You Don’t Have to be a Natural Runner
I was never a natural runner. Some people run on a daily basis for “fun.” I, on the other hand, run very rarely. I’ve always preferred reading books, discussing intellectual topics, playing video games, watching television, or sitting and having a beer. I don’t enjoy running.
It might surprise you, then, that I was an All-Conference, All-Region, and All-State (Honorable Mention) runner in high school. You wouldn’t expect me to have run a mile in less than 5 minutes, and 5 km (3.1 miles) in 17 minutes 42 seconds. I wouldn’t be the person you’d predict to win an invitational over 100 other runners. However, I did accomplish all these things, thanks to smart training. Compared to most sports, running rewards training and effort more than natural talent. No matter who you are, I’m confident you too can become a great runner.
Your training should start at the shoe store. You’re going to rack up a lot of miles on those shoes, so you want some good ones. Go to the most athletic store you can find and get the most comfy running shoes you can find. You don’t want cross trainers; you need running shoes. Running shoes are lighter than cross trainers and will have more effective padding.
Once you have your shoes, you’ll be ready to run! You shouldn’t do it naked though, so put on some clothing. I suggest shorts, socks, warmup pants (sweat pants are fine), and a t-shirt (women, don’t forget your sports bra). You can add on clothing to that if the weather is cold. Don’t bulk up too much though. You’ll generate plenty of heat while running.
Plan your goals ahead of time. What do you want to do? Lose weight? Run 1 mile without dying? Run 3 miles? 5 miles? 10 miles? Maybe you want to run a 6-minute mile. Or perhaps your goal is to run 1000 miles this year. Regardless of your goal, make sure you define the goal. Once written, your goal will become more formal, almost like a contract with yourself! Better yet, write your goal in many places that you’ll see often. You will constantly be reminded that way, and will take more positive action to accomplish the goal. I’ve seen statistics that people who write their goals down are much more likely to accomplish them. Then share your goal with friends and family. They’ll support you and pick you up if you start doubting yourself. For more on goals: You Can Accomplish Your Dreams With Goals.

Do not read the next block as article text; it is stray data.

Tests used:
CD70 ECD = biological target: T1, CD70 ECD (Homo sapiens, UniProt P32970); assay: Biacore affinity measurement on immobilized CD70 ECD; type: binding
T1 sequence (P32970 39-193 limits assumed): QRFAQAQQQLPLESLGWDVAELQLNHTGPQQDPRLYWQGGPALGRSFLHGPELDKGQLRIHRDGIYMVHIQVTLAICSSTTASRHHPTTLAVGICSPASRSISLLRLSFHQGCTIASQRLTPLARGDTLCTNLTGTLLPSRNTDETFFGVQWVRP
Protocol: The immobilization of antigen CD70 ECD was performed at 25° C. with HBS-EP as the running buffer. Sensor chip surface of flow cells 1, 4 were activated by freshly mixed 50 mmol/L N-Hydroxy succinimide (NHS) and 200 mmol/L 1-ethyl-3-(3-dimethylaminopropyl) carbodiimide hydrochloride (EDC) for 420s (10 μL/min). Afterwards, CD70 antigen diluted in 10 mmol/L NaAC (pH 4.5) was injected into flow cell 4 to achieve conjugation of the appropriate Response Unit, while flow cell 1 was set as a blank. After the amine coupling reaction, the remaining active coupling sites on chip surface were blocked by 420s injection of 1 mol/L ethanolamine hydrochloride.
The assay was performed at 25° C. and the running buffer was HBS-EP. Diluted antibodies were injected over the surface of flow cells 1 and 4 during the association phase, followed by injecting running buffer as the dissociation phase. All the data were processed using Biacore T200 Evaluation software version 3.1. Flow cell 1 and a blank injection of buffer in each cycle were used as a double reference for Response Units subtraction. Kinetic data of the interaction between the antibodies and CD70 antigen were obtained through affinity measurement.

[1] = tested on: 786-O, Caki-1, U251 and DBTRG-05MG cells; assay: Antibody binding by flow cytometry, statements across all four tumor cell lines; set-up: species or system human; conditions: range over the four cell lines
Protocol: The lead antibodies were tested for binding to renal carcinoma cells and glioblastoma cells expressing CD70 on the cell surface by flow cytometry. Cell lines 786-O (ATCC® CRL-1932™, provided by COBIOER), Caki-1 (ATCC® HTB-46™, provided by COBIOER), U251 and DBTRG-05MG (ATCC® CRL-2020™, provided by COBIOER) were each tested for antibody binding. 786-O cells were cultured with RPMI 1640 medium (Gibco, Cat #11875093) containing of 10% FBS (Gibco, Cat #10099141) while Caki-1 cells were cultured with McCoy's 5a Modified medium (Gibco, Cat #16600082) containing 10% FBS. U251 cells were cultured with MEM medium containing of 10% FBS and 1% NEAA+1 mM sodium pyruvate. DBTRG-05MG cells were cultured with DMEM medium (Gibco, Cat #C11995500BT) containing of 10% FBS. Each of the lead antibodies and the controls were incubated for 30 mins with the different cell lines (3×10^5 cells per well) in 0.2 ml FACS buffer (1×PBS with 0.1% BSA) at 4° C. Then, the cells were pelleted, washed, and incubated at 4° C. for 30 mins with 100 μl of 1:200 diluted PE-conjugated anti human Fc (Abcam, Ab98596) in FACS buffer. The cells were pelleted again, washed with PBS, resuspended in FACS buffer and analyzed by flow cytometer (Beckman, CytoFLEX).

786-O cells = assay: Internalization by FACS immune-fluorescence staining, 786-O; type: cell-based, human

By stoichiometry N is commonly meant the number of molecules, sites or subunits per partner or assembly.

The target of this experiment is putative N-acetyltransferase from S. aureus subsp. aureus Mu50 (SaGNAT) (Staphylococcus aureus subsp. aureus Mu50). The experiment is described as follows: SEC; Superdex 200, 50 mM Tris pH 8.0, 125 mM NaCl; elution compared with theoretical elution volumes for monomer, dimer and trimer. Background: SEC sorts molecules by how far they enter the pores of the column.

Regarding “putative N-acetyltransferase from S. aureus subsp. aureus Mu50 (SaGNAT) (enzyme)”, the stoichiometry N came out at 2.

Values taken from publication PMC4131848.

Also, you’ll want to create a plan of how to accomplish that goal. Ideally you will write down what you want accomplish each workout, that way you can’t chicken out and tell yourself “Time to stop; I’m tired.” Plan ahead, and you’ll be more likely to hold yourself to the plan.
Keep records of your workouts. Record what you did, how many miles you ran, how you felt, if you were pleased with your results of if you need to push harder next time.
After a while, you’ll be surprised how many miles you’ll rack up. In fact, you might even decide to run more just so your mile number grows higher. You’ll also be able to look back and track your improvement, which hopefully will inspire you to improve even more. Don’t be afraid to share your achievements with your friends and family. Most people will be impressed if you tell them you’ve run 300 miles this year. But if each workout is 2 miles, you only have to run 3 days per week to get to 300 miles.